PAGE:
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Discover more in 2017

With 2017 starting, we’re getting ready for the next Plasma 5.9 release and with it a new Discover release.

This will be a special release for two main reasons: further add-ons integration and Kirigami.

New Stuff

One thing pending for a long time was to actually better integrate the different parts of the system that can be integrated. To do so, Discover now will automatically import all knsrc files present on the system and offer them as categories.
We’ll be able to go beyond Plasmoids and Comics (!) and make it possible to explore: Plasma Look and Feel themes, cursors, icon themes, window manager add-ons and different application-specific resources.

This won’t have a big impact on Discover’s performance because the backend code was refactored to be able to have several backends loaded even without knowing all of the resources available. Queries are now asynchronous and parallel.

Discover KNS Addons


Kirigami was adopted in the previous release already, and this release will use Kirigami 2, the port to which did not require much work.

The most significant improvement is the inclusion of keyboard navigation, which was requested by several people and is now finally available. Do you hate it when you’re required to use the mouse? Rejoice!

Extra: Snappy support

It’s 2017, not all of the applications are coming from your distribution anymore. To start getting things in place for different software distribution sources I started working on a Snap backend, which allows us to manage applications coming from this system.
Some work will still be required and it won’t be included by default, since it doesn’t yet support AppStream (although we discussed it and it seems it will happen soon), but if you’re curious feel free to take a look and give your feedback!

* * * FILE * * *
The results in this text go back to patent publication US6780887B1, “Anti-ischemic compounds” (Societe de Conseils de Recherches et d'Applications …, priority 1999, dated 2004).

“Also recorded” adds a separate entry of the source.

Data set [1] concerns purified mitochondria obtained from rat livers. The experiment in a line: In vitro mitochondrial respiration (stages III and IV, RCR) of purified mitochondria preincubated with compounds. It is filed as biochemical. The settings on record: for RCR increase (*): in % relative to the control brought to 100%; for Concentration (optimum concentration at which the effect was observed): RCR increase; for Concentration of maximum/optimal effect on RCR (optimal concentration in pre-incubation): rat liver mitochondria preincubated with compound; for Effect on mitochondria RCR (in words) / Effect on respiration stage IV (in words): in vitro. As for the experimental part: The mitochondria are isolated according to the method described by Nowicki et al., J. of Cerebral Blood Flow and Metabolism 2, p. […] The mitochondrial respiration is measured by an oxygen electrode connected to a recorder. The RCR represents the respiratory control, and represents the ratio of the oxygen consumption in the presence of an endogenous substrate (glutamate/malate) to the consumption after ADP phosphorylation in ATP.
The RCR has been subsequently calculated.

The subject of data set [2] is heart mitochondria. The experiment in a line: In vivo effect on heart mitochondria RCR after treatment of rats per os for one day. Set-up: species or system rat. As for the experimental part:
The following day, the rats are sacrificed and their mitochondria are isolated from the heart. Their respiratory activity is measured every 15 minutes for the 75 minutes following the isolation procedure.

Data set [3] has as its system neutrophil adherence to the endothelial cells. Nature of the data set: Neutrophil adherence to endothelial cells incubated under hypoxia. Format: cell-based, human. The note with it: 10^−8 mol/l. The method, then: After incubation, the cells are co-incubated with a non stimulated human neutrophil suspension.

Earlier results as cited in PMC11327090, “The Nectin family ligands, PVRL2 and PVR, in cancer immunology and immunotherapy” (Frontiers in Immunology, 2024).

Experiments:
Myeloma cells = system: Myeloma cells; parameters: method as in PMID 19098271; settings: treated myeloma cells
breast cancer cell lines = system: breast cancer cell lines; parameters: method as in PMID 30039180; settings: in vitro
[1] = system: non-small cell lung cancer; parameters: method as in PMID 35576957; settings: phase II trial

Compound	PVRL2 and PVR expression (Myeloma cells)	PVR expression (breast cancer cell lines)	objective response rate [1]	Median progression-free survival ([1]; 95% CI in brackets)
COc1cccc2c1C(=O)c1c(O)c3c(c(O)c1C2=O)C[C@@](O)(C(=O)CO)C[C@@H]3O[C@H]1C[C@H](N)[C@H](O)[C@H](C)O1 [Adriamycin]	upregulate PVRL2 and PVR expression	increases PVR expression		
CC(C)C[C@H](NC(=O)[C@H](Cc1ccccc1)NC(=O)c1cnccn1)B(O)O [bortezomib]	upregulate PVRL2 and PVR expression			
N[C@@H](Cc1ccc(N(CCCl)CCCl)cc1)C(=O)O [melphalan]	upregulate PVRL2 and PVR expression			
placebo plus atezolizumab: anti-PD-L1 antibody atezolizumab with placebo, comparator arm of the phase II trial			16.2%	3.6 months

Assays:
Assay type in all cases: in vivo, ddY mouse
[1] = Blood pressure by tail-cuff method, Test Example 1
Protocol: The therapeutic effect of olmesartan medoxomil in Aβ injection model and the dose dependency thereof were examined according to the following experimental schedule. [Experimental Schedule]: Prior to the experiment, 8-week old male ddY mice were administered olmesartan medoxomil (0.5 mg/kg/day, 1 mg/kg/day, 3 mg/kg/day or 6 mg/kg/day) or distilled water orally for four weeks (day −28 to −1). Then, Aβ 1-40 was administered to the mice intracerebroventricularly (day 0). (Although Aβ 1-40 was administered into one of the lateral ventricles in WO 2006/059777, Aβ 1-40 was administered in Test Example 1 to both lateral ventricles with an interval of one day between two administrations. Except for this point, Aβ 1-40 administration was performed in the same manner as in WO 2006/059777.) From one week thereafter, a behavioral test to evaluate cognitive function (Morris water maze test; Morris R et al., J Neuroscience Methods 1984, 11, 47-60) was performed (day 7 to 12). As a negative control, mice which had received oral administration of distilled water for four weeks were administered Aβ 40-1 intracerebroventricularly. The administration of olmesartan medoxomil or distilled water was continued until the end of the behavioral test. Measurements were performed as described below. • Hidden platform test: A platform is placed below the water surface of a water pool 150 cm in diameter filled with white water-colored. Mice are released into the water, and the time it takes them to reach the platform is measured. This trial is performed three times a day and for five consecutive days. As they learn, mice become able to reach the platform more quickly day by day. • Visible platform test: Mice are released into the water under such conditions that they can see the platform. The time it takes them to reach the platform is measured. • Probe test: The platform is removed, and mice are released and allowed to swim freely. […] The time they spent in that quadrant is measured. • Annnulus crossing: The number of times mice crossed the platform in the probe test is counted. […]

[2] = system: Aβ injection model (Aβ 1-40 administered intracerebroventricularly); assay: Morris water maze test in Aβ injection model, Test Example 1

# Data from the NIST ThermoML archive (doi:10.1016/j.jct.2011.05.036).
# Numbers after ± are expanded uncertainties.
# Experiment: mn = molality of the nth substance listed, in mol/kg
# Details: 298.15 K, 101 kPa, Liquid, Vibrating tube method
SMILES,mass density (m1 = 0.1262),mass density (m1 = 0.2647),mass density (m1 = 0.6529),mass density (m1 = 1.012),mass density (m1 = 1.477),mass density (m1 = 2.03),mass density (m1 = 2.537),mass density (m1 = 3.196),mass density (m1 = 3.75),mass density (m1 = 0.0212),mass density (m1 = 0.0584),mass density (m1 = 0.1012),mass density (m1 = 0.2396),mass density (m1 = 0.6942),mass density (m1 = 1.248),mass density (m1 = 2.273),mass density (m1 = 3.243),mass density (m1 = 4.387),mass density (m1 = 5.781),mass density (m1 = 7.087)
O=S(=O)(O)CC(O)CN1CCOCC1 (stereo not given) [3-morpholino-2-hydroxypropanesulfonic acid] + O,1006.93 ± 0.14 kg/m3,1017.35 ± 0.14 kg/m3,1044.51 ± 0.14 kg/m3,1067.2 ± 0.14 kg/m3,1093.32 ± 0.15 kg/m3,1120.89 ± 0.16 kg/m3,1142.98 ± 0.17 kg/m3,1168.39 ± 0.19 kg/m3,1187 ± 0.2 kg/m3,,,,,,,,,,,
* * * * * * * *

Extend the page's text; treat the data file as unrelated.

1. Sandro

    does new version provide more feedback when installing stuffs, in particular during download phase? it sits there and I dunno if it is working or not.


  2. George

    All your eforts are appreciated, but in my view Discover is still far behind similar solutions offered in other distros/DEs, has much room for improvements and stands as KDE’s most prominent Achilles heel. Two areas deserve special attention. As pointed in the previous comment, performance during system upgrades and app installation is horrible. Upgradable package discovery is poor and progress during installation is not properly displayed/updated. In addition, the new home screen wastes lots of real state space displaying useless or no information. Take the picture in this article as an example. The blue square (top left), the “coffee cup” (top right) and the white “Categories” sections (bottom left) account pretty much for about half of the screen space, while the rest is used to display… only 3 (!!!) apps! Just consider the amount of empty white space in that picture! Not to mention that app icons are still ugly, low resolution ones, probably imported from the old database, when apps were shown in smaller squares. Honestly, the current design is a disaster. The previous one, with a decent app mosaic and the “installed” green bar below each installed app was much, much better from a regular user perspective. I would strongly consider another revamp, starting from the previous layout and focusing on performance. In the meantime, as a Fedora KDE user, I will keep going with Apper (which is also a disaster itself…).

  3. Alex

    yeah, great news, great potential, but it’s an unusable app as George said in the previous comment.
    An AWFUL LOT of wasted space.. can’t browse content on a 15.6″ screen! so.. Discover what?!? 🙁

  4. Lee

    eh…..Do DWD and Fiber have any plan

  5. apol

    I haven’t worked on it myself. Sorry…

  6. Graham Perrin

    I’m impressed with the speed of access – it’s realistic – but for demonstration purposes, it’s way too fast for a newcomer to understand what’s happening. I had to repeatedly step back in time.

    Thumpety trumpety noises detract from the content. A simple voice over would have been much better.

  7. George

    Exactly three months later, similar reviews:

    “(…) one of the weaker components in Plasma. (…)”

    Constructively, the clock is ticking and the time to reassess the future (?!?) of Discover and reinvent it is almost gone…

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